GAINESVILLE, Fla. --- What do suffering a traumatic brain injury and using club drugs have in common"
University of Florida researchers say both may trigger a similar chemical chain reaction in the brain, leading to cell death, memory loss and potentially irreversible brain damage.
A series of studies at UF over the past five years has shown using the popular club drug Ecstasy, also called MDMA, and other forms of methamphetamine lead to the same type of brain changes, cell loss and protein fluctuations in the brain that occur after a person endures a sharp blow to the head, according to findings a UF researcher presented at a Society for Neuroscience conference held in San Diego this month.
Using methamphetamine is like inflicting a traumatic brain injury on yourself, said Firas Kobeissy, a postdoctoral associate in the College of Medicine department of psychiatry. We found that a lot of brain cells are being injured by these drugs. Thats alarming to society now. People dont seem to take club drugs as seriously as drugs such as heroin or cocaine.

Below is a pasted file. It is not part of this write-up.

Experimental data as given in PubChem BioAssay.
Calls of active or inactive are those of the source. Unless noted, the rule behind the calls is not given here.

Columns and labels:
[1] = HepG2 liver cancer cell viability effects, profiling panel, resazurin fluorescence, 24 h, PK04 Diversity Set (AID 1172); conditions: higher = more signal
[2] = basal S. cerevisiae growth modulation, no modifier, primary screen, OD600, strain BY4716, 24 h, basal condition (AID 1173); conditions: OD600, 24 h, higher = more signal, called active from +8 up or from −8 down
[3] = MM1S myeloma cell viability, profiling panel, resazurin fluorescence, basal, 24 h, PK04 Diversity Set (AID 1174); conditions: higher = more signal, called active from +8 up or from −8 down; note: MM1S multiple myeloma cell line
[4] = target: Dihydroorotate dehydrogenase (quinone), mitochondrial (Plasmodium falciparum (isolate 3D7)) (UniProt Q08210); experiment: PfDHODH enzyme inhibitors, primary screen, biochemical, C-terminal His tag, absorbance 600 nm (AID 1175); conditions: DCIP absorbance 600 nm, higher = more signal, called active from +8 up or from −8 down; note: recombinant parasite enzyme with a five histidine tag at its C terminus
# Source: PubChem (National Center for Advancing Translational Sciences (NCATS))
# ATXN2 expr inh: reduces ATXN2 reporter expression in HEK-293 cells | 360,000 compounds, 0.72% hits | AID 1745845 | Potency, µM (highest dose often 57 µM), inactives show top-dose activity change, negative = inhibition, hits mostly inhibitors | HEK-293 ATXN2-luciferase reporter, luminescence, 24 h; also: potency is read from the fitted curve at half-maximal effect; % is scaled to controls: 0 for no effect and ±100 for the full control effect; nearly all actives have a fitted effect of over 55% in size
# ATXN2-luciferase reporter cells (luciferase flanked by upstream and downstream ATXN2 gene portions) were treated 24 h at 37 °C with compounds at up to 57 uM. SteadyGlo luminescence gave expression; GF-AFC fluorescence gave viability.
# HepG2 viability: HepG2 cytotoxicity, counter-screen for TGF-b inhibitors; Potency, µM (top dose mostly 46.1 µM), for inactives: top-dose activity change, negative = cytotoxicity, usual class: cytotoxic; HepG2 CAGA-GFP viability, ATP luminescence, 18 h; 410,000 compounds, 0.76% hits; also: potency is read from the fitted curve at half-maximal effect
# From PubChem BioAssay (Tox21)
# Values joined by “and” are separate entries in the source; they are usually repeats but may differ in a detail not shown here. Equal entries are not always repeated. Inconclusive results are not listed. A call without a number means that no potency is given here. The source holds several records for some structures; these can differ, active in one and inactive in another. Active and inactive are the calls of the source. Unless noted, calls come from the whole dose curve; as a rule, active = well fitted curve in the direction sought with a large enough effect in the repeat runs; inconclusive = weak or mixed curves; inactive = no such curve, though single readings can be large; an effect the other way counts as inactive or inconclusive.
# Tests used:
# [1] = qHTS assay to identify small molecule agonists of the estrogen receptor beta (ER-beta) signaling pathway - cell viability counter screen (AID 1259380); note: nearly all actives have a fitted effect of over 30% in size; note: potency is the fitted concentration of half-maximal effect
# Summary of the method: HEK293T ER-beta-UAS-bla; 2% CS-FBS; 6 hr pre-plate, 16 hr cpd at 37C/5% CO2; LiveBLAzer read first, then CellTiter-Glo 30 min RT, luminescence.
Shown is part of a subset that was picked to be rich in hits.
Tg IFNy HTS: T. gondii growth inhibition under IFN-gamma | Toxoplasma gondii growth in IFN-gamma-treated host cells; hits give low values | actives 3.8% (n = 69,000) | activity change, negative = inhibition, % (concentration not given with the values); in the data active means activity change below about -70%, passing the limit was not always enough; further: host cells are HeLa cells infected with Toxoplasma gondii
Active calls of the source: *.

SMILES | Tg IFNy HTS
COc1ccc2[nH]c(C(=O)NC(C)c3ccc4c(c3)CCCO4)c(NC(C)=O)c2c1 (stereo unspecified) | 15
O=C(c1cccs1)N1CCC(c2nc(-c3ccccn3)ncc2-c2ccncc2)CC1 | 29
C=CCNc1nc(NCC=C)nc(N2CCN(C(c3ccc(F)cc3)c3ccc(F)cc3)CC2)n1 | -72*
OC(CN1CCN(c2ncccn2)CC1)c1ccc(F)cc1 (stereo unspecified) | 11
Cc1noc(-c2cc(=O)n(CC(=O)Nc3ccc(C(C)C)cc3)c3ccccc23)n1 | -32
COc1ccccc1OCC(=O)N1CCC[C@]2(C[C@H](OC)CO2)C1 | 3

Working with UF researchers Dr. Mark Gold, chief of the division of addiction medicine at UFs McKnight Brain Institute and one of the countrys leading experts on addiction medicine, and Kevin Wang, director of the UF Center for Neuroproteomics and Biomarkers Research, Kobeissy compared what happened in the brains of rats given large doses of methamphetamine with what happened to those that had suffered a traumatic brain injury.
The groups research has already shown how traumatic brain injury affects brain cells in rats. They found similar damage in the rats exposed to methamphetamine. In the brain, club drugs set off a chain of events that injures brain cells. The drugs seem to damage certain proteins in the brain, which causes protein levels to fluctuate. When proteins are damaged, brain cells could die. In addition, as some proteins change under the influence of metham
|Contact: April Frawley Birdwell|
University of Florida